If you have access to a CNC mill and you'd like to make your own custom PCB, you can download my button PCB eagle cad file. I was able to machine this PCB onto a FR-1 single-sized copper board using a 1/32" flat endmill on the Bantam Tools desktop CNC.
Next up we'll secure 4x buttons to a mounting plate and wire them up. I CNC milled a PCB to make this easier, but you can use a 3D Printed "PCB" to do similar. You'll need five new pieces of wire to connect the buttons to the Pi. These wires can be 30AWG size and about 16cm in length.
You'll want to use wire strippers to remove a bit of insulation and tin the tips with a bit of solder. I used different colored wires to help tell apart the various button connections. Some pieces of heat shrink tubing a great for keeping them wires bundled together.
Seat the buttons onto the PCB (the 3D printed mounting plate) by inserting the legs of the buttons into the little holes and press them down to fully seat the buttons flush with the PCB. Try to avoid bending any of the legs on the buttons.
Connect Wires to Buttons
Now we can connect the wires to the buttons. Each button has four legs – two for signal and two for ground. You'll have to tie all of the grounds together so that all of the buttons connect to ground. Then, connect the rest of the wires to the signal leads, which are on the other side of the ground connections. This might get a little hairy, hence why I CNC milled myself a PCB =]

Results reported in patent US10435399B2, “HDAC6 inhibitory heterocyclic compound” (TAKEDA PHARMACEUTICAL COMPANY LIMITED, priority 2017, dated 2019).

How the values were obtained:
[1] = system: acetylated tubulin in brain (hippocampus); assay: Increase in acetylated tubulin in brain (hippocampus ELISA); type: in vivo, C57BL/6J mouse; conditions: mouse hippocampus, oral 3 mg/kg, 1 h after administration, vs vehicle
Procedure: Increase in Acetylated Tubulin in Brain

Connect Button Assembly
And with our buttons wired up, we can now connect them to the Pi. We'll solder into the available GPIO pins on top of the Speaker Bonnet.
Connect the wires from the buttons to the following GPIO labeled pins on top of the Adafruit Speaker Bonnet. Note, these are not the actual pin numbers, these are the GPIO numbers, which are totally different. They're conveniently labeled on the Speaker Bonnet.